WASHINGTON (CN) – Casting an EPA memo that announced the policy as “all bark and no bite,” the D.C. Circuit rejected a lawsuit Tuesday from California and environmental groups challenging the EPA’s new scheme for classifying sources of air pollution.
William Wehrum, assistant administrator of the EPA’s Office of Air and Radiation, pronounced the policy last year in a memo that purports to supersede one issued in 1995.
The original policy involved pollution sources deemed by the EPA as a “major source” subject to the strictest regulation. It held that, once the deadline passed for the source to take steps to reduce its emissions, the agency could not drop the source down into the more permissive “area source” category, even if the source reduced its pollution levels.
Wehrum’s memo meanwhile authorizes the EPA to reclassify a source of air pollution if it dips below the threshold for the category into which it was originally placed.
California and several environmental groups, led by California Communities Against Toxics, filed suit in Washington, saying that Wehrum violated notice and comment rules and misinterpreted Clean Air Act requirements.
But the D.C. Circuit ruled 2-1 Tuesday that Wehrum’s memo is not a final rule subject to court review because it “does not have a single direct and appreciable legal consequence.”
Writing for the majority, U.S. Circuit Judge Robert Wilkins noted that the memo carries no penalties for noncompliance, thus entities regulated as major sources cannot rely on the memo in any proceeding before the agency and state permitting authorities.
“In other words, as [the EPA] concedes, although the Wehrum memo forecasts EPA’s position as to section 112, it has no independent legal authority,” wrote Wilkins, who was appointed to the bench by President Barack Obama.
Wilkins contrasts the art of analyzing agency actions with reading novels by James Baldwin. Whereas “a thematic reading of ‘Giovanni’s Room’ is sure to inform such a reading of ‘The Fire Next Time,’ and vice versa,” the 22-page opinion says this is not the case when parsing agency action “because few, if any … are governed by the exact same combination of statutes and regulations.”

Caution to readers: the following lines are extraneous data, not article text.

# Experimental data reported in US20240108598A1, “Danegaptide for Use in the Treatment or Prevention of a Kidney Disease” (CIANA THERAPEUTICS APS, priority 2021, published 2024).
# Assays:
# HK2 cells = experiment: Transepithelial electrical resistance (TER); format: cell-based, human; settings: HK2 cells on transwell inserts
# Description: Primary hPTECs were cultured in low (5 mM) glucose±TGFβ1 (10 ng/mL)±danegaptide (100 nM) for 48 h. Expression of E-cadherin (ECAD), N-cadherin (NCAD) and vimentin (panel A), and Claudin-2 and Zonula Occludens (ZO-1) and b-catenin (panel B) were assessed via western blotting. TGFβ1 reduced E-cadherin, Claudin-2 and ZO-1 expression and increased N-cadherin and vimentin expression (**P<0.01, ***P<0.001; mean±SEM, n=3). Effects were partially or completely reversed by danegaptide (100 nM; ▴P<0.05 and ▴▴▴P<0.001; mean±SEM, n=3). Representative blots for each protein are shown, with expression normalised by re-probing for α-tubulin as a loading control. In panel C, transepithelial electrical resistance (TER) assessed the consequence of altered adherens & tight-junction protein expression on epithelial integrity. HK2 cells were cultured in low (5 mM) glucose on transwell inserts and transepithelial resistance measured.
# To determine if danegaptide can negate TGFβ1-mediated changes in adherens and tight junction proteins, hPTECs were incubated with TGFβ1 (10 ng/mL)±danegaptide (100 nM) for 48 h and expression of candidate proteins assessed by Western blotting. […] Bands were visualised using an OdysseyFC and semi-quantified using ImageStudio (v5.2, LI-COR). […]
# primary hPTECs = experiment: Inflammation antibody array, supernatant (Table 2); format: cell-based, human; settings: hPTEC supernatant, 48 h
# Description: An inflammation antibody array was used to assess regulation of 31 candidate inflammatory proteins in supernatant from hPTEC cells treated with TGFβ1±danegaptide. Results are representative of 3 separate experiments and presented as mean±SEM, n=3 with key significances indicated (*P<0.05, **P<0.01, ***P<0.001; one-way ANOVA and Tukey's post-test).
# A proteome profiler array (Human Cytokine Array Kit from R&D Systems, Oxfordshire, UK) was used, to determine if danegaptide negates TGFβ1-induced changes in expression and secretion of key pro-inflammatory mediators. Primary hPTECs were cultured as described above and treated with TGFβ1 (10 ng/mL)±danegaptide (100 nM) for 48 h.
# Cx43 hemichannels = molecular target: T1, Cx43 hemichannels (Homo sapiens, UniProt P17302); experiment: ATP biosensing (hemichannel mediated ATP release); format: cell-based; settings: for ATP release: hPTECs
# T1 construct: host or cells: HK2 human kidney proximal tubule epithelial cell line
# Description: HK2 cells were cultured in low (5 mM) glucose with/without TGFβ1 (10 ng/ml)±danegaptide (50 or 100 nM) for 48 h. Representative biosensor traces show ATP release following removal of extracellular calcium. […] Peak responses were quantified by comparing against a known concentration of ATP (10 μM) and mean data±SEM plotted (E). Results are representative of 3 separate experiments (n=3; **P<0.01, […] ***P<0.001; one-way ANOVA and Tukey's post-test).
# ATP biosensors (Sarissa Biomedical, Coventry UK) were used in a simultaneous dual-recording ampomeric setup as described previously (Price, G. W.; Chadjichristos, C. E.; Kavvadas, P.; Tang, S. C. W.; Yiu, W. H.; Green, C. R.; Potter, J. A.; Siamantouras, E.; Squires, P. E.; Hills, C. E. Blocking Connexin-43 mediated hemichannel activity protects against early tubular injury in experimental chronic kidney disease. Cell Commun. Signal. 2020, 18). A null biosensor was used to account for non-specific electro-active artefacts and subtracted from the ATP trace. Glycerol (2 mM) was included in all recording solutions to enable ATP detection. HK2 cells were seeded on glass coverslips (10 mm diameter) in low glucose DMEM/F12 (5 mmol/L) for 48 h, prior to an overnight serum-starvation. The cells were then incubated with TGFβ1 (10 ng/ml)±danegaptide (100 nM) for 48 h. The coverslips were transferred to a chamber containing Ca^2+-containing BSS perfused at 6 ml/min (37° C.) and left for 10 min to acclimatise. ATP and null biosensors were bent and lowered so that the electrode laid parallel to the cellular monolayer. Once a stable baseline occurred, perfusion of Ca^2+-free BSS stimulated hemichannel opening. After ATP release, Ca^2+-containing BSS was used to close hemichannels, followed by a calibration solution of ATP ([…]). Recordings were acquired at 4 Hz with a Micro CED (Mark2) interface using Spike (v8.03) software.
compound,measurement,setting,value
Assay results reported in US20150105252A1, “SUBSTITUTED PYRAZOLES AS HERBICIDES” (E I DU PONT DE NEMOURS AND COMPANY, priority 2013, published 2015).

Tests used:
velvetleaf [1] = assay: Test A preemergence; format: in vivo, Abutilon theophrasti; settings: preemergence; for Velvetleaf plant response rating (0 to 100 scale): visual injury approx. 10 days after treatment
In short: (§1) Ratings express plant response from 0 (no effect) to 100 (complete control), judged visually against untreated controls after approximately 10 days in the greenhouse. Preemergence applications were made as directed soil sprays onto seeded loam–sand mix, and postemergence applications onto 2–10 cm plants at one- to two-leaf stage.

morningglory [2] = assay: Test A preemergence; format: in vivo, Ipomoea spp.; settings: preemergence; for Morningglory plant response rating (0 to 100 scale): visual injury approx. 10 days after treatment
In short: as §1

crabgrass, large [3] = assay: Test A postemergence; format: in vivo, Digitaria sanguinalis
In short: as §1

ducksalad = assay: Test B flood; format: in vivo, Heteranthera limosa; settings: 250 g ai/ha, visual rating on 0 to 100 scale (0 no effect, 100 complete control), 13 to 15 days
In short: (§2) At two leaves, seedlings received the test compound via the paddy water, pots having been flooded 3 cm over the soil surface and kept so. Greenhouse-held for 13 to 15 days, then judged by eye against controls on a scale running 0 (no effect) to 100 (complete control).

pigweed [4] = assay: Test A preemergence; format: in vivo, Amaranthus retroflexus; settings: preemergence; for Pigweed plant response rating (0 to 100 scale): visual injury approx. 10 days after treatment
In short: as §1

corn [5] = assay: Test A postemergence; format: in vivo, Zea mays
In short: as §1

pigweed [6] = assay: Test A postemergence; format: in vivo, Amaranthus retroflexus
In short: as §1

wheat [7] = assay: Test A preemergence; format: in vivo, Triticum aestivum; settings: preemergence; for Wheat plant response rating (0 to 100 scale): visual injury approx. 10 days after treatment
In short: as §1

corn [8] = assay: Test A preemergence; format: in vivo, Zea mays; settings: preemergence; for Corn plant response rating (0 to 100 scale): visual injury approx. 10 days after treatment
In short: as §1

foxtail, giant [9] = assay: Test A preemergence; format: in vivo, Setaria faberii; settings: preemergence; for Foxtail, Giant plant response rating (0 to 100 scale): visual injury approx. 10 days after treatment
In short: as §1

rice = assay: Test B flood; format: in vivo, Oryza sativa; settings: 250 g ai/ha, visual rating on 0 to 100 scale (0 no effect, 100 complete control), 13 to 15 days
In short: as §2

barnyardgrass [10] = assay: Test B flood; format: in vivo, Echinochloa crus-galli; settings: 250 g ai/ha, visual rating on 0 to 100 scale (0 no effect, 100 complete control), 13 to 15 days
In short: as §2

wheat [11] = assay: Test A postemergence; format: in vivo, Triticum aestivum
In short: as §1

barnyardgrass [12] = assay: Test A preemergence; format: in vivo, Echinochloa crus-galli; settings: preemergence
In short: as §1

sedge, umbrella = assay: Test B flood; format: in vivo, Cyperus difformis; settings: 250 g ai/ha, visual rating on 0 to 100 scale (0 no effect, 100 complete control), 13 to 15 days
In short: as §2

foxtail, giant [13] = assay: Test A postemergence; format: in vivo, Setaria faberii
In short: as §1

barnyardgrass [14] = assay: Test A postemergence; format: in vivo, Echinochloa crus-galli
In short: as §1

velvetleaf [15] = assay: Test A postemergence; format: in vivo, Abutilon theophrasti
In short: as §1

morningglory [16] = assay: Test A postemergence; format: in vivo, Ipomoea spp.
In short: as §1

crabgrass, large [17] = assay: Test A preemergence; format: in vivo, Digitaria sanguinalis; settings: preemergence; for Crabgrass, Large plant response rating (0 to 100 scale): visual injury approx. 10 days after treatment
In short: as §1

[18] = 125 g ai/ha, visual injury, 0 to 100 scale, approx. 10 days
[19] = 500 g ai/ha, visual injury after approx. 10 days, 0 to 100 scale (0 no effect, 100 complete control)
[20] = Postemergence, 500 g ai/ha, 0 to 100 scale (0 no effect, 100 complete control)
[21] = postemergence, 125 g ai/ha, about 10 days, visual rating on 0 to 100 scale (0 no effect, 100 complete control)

Under federal law, a source of pollution is classified as a major source if it emits 10 tons of one pollutant per year, or 25 tons of a combinations of pollutants over the same period. Area sources emit less and are subject to less strict regulations.
Wilkins noted those wishing to challenge the policy still have “clear statutory avenues” to do so.
In a 16-page dissent, U.S. Circuit Judge Judith Rogers, a Clinton appointee, said Wilkins downplayed the effects of the memo, which under the court’s precedent is just the type of agency action that courts can review.
“Through the Wehrum memorandum, EPA has instructed its employees that the plain text of the [Clean Air Act[ includes no temporal limitation on the reclassification of ‘major sources,'” Rogers wrote. “By publicly announcing an unequivocal statement that the plain text of the CAA ‘compels’ its conclusion, EPA has given states their ‘marching orders’ to allow reclassification of major sources. And states have heeded EPA’s direction.”
Tomas Carbonell, an attorney with the Environmental Defense Fund who worked on the challenge to the memo, vowed Tuesday to “keep fighting to close” what he called a damaging loophole in air-quality standards.
“Today’s disappointing decision does not mean that the court agrees with EPA’s rationale for creating this toxic loophole – only with the agency’s argument that it should be challenged through a different legal forum,” Carbonell said in a statement. “In fact, the court expressly said the EPA’s memo has no legal effect – that it is ‘all bark and no bite.'”
A representative for California Attorney General Xavier Becerra similarly said the state has work left to do on challenging the EPA’s policy.
“We will continue to advocate for strong regulatory programs that protect the public and the environment from harmful air toxics,” the representative said in a statement.